Saturday, April 7, 2012
Six Anglican bishops from across British Columbia and Yukon came together on Good Friday in a call for the environ-mental review hearings on the proposed Northern Gateway pipeline to remain fair and free from political pressure.
"There's some concern that the decision's already been made and that the review process is just a rubber stamp," said Bishop Michael Ingham, of the Diocese of New West-minster. "I think what we're trying to do is call upon the panel itself to resist pressure - political pressure, industry pressure - and to come to a fair, balanced and thorough set of recommendations."
Ingham signed the statement, which he said was prompted by bishops being inundated with concern for the process from members of their dioceses.
"We're not directing this at any one group - except the panel itself," Ingham said. "We hope they might receive it as a supportive thing, to maintain their independence and, there-fore, credibility."
OUTSIDE of the west end of York Minster today, 13 willing volunteers from local churches will be submerged in a tank of water in a series of open-air baptisms that have become a hallmark of John Sentamu's time in the Church of England's northern province.
The Archbishop of York, who will preside, said: "These people are very brave - not just because they're getting baptised outdoors in the Yorkshire spring but because they are publicly declaring that they are making a U-turn from sin, evil and the ways of the world and becoming followers of Christ.
"From now on they will, by the help of the Holy Spirit and members of the church, do things differently."
He may have been speaking of the hardy souls braving the water, but could just as readily have been thinking of his own journey. Since the Archbishop of Canterbury, Rowan Williams, announced his resignation, Dr Sentamu has emerged as the frontrunner.
The "Anyone But York" campaign, disseminated by liberal opponents in the immediate aftermath of Dr Williams's announcement, shows signs of running out of steam.
I have run
I have crawled
I have scaled these city walls
These city walls
Only to be with you
But I still haven’t found what I’m looking for
Is the singer of these lyrics proclaiming his feelings toward a romantic or a spiritual relationship?
Twelve years after the song’s release, in 1999, “I Still Haven’t Found What I’m Looking For” was used in the opening scene of the Julia Roberts’ movie “Runaway Bride” as she runs away, on horseback, from a wedding.
But for Mitch Jarvis, senior pastor at First United Methodist Church in Independence, the song’s spiritual connection is clear.
Christ Episcopal Church is celebrating the season of Lent in a new way.
A “Glory Garden” has been set up in the courtyard of the church. Vegetables grown in the garden will be donated to people in need, and church members have planted the seeds and nurtured the plants’ growth.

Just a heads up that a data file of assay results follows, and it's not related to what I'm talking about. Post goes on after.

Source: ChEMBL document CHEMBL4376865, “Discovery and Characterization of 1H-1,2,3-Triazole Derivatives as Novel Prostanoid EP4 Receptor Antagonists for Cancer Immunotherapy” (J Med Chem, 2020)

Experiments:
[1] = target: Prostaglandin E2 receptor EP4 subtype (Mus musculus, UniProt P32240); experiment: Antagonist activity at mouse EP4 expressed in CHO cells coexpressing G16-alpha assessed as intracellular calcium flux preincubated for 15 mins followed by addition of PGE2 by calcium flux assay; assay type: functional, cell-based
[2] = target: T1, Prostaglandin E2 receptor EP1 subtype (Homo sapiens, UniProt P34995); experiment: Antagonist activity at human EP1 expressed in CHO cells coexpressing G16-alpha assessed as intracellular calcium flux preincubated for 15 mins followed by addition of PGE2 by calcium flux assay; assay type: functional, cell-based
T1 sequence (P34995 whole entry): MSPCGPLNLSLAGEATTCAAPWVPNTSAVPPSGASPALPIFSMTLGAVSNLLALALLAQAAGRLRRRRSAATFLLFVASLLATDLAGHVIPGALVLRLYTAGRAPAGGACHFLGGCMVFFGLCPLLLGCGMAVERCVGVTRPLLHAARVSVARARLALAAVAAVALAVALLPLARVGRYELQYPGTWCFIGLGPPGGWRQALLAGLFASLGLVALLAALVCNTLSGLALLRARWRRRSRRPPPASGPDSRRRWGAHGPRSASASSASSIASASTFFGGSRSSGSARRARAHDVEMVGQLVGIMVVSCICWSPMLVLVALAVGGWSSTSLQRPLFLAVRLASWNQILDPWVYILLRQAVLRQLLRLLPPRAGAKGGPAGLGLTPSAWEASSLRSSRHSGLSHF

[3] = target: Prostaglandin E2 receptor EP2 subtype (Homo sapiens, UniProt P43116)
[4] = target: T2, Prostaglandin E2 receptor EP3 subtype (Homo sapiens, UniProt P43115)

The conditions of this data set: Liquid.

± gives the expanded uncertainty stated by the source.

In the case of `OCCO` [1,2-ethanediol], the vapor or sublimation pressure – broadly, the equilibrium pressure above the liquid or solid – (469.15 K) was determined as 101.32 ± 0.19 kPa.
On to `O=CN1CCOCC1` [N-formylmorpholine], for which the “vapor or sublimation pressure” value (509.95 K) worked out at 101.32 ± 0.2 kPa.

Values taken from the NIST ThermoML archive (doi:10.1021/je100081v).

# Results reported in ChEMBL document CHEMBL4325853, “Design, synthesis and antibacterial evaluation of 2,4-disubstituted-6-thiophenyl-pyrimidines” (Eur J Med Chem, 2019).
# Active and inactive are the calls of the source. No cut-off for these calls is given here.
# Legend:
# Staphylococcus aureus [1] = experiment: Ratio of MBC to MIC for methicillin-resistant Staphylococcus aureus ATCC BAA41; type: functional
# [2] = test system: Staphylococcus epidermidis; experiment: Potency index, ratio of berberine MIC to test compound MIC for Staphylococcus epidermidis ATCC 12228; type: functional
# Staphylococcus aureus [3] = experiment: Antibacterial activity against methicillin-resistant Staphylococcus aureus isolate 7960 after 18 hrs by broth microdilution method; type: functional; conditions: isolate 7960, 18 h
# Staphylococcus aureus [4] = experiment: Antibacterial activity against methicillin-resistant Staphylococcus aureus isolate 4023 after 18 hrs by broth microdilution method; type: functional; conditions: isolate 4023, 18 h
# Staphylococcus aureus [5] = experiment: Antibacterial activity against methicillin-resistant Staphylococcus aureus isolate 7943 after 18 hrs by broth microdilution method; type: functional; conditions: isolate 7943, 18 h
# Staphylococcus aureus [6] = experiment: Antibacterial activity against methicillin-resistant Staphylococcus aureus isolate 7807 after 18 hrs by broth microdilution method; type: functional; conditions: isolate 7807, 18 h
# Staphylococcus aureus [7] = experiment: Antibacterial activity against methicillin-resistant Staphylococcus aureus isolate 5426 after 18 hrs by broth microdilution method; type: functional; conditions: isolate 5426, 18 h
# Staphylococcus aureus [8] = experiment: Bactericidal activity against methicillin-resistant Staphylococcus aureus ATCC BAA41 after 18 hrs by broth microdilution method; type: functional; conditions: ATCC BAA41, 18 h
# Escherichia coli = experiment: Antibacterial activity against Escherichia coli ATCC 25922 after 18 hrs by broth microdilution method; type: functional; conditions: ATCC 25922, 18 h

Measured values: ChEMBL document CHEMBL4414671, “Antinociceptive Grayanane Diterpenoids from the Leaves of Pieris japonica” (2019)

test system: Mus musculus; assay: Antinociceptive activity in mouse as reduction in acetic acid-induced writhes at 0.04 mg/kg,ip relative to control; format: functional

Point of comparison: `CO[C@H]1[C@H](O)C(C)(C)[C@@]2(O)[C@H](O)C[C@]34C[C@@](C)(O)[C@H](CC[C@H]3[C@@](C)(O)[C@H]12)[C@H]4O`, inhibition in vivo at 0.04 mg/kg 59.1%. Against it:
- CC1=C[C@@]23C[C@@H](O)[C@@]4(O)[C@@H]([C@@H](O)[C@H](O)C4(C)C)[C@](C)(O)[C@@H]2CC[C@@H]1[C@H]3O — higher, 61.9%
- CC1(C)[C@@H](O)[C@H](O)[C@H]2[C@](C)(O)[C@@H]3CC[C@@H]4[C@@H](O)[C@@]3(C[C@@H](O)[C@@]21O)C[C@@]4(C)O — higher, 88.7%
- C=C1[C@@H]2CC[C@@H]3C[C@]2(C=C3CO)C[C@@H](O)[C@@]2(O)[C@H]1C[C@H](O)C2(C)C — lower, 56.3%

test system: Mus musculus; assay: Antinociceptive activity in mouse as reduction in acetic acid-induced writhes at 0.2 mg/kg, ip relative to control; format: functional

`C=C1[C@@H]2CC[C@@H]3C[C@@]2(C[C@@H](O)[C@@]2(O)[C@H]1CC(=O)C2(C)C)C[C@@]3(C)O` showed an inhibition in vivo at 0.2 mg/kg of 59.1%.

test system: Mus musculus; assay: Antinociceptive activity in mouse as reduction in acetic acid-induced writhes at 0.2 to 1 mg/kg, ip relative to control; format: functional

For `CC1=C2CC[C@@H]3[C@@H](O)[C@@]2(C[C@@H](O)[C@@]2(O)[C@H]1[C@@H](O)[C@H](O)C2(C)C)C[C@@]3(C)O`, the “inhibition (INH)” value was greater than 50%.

“God’s people were always connected to the land,” said the Rev. David Meginniss, the church’s pastor. “Those of us who are not part of that small group of people still working the land have lost that connection.
“We should always be connecting to God in this way, and maybe in the future we will be able to share our experience with the community,” Meginniss said.
Ashley Ferry, a coordinator of the garden event, said members will also forge a connection with their community.
From North Carolina-
An Episcopal church in Chapel Hill is clearing the way for St. Philip's Church to move 160 miles east of its longtime home in Germanton.
The town of Chapel Hill recently approved a modification to a special-use permit needed to relocate the 120-year old church to 15 acres owned by The Advocate, a small congregation in Chapel Hill.
The decision sets in motion The Advocate's plan to have the church on its property by late 2012, said the Rev. Lisa Fischbeck.
The proposed move has upset some current and former residents of Germanton, who consider the architecturally important church a crucial part of the town's character.
Located on Germanton's main strip, the church was built in a Gothic Revival style that features pointed arched windows and board-and-batten siding. But the church never flourished, reaching its peak of 22 members in 1890, and closed in the early 1980s.
A group of citizens has formed Friends of St. Philip's Church of Germanton to keep the church in Germanton.
How do I feel about reaching this point in my faith journey? It's hard to say. It feels rather anticlimatic. It was what I needed to do. Also, becoming Episcopalian is hardly that big of a change. The Episcopal Church is the via media, the middle way, between Catholicism and Protestantism. As I told someone on Facebook, I still feel Catholic. I'm just not Roman Catholic anymore.
I do feel a little bit sad. It's sad when you end any relationships, even when it's clear it wasn't working out. To end the relationship with my church of second baptism...well, there's definitely a bit of sorrow. (And yes, I did say second baptism. I was baptized as an ELCA Lutheran as a baby, but then my parents thought that wasn't good enough, and baptized me Catholic when I was 2. I asked the pastors if they wanted to baptize me a third time just to make sure, and they thought I was good to go, ha.)